Due to limited output in Europe, flower shipments to European countries have skyrocketed in recent months. Europe’s energy crisis, brought on by the conflict between Russia and Ukraine, has wreaked havoc on the floral industry of European countries.
Lighting and heating costs for greenhouses in nations like the Netherlands, one of Europe’s major producers of fresh flowers and vegetables are getting quite high. Some farmers are simply giving up, while others are having trouble keeping up with declining yields. The executive board of the Ethiopian Horticulture Producers and Exporters Association welcomes the new development.
The Association’s executive director, Tewodros Zewdie, said that the crisis in European countries is bringing opportunities for Ethiopia, making the product the second biggest source of foreign currency next to coffee.
“The growers in Europe are now facing an energy crisis, which is an opportunity for us. Our air freight cost is even better than other producing countries like Kenya,” Tewodros said. “With the existence of Ethiopian Airlines and the strength of farms, we are in a better place now.”
During the first quarter of the current fiscal year, Ethiopia generated over USD 977 million from exports, achieving just 87 percent of the plan the government envisioned for the same period. Coffee exports accounted for more than 43 percent of total export income during the period, with 20,853 tons of coffee exported worth USD 426 million.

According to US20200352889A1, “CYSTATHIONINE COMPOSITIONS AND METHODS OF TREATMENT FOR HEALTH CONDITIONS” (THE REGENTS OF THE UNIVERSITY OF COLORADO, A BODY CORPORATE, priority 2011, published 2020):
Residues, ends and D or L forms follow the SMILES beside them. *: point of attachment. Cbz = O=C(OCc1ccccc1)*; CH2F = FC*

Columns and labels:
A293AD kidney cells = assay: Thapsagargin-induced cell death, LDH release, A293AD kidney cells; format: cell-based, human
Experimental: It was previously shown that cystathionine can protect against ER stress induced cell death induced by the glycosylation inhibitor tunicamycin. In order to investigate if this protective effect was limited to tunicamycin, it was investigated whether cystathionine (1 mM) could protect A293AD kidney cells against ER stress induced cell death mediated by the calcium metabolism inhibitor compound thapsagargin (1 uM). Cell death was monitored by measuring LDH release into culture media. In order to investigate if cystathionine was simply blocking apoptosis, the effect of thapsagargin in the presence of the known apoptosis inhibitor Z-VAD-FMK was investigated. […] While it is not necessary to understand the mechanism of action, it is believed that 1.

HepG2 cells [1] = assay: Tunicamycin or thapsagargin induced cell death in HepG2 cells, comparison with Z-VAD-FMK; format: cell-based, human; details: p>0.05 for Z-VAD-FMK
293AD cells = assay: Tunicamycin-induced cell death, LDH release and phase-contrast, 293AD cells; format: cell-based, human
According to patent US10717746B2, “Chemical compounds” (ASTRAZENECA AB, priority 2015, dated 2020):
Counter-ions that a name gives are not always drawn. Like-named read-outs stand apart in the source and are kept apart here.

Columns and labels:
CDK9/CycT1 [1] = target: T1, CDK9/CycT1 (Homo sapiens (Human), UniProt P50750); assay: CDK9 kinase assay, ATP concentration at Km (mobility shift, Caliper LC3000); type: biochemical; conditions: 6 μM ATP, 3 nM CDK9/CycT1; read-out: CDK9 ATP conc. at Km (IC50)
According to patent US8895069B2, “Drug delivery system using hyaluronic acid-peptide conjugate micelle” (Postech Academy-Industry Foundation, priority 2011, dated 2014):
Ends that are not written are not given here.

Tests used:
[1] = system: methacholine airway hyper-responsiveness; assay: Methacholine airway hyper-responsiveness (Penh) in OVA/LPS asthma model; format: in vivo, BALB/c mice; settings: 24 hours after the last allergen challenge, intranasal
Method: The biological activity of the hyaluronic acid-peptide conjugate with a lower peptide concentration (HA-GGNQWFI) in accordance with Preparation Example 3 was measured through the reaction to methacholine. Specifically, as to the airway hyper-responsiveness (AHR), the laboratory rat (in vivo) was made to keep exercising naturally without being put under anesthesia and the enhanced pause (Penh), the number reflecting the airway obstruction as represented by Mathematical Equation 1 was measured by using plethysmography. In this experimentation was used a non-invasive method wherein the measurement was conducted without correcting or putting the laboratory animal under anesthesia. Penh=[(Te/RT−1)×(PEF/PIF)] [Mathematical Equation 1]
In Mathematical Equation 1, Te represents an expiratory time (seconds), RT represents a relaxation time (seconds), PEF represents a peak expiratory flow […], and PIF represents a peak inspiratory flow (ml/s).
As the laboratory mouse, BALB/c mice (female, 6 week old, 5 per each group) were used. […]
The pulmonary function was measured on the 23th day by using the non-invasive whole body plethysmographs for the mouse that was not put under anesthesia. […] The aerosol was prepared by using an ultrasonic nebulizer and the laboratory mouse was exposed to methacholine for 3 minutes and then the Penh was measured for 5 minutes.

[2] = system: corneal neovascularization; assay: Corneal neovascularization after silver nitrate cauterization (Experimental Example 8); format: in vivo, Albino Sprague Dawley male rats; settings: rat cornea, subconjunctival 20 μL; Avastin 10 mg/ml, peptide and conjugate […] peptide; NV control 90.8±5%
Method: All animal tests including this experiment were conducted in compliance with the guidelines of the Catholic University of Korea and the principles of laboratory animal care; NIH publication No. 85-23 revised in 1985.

While agriculture dominates with 81 percent of the performance, with coffee and horticulture being the major contributors, manufacturing follows with 9.6 percent and mining with 6.1 percent. Electricity and other exportable commodities cover the remaining share.
During the last fiscal year, flower exports to various destinations from Ethiopia were valued at USD 628 million, seven percent over what the government planned for the year.
Yinager Dessie (PhD), governor of the National Bank of Ethiopia (NBE), stated that exports of flowers and coffee have shown great performances during the first quarter of the fiscal year, unlike some commodities, including gold, crops, textiles, and leather products.
“Export trade was the main source of foreign currency,” he said. “We are doing a lot of different things to increase the share of exports in foreign currency supply.”
However, currency supplies, including grants and donations, have been drying up recently. About USD 1.7 billion was sourced from remittances, according to Yinager. Reporting his office’s quarterly performance to the House of Peoples’ Representatives (HPR) last Thursday, Yinager stressed the trade balance is still at a negative level.
Ethiopia imported goods worth USD 3.6 billion from July to the end of September, while exporting goods worth less than a billion dollars.